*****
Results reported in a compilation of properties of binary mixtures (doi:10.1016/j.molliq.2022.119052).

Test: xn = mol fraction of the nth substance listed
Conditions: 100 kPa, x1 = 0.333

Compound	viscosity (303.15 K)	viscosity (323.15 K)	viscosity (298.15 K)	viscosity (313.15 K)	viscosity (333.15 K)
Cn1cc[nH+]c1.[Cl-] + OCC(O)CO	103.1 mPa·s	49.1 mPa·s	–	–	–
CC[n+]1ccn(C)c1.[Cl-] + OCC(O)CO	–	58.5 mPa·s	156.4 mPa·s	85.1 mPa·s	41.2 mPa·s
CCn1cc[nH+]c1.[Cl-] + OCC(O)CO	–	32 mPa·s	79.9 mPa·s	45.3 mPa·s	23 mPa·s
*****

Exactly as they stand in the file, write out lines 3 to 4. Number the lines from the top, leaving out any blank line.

Conditions: 100 kPa, x1 = 0.333

Compound	viscosity (303.15 K)	viscosity (323.15 K)	viscosity (298.15 K)	viscosity (313.15 K)	viscosity (333.15 K)